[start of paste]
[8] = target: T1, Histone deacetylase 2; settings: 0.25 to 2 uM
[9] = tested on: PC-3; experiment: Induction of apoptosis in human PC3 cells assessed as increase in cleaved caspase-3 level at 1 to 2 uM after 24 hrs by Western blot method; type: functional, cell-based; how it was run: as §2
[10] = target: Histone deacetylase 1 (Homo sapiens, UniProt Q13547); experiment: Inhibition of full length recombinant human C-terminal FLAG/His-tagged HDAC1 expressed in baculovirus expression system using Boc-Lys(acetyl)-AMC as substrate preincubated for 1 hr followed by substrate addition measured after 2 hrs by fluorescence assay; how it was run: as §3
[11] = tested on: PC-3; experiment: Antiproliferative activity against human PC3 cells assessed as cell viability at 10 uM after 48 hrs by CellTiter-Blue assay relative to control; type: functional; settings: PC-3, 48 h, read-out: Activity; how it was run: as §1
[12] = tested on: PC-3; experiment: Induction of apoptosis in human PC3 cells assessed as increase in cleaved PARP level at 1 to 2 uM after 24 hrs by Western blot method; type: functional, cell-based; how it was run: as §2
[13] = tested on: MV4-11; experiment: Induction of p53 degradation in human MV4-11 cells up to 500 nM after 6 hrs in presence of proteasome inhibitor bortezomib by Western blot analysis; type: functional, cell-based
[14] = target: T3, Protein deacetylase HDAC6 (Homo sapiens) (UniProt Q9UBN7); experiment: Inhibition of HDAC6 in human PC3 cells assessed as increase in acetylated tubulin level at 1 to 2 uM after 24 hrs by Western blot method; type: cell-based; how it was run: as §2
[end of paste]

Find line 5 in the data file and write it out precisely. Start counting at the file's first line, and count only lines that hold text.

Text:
[12] = tested on: PC-3; experiment: Induction of apoptosis in human PC3 cells assessed as increase in cleaved PARP level at 1 to 2 uM after 24 hrs by Western blot method; type: functional, cell-based; how it was run: as §2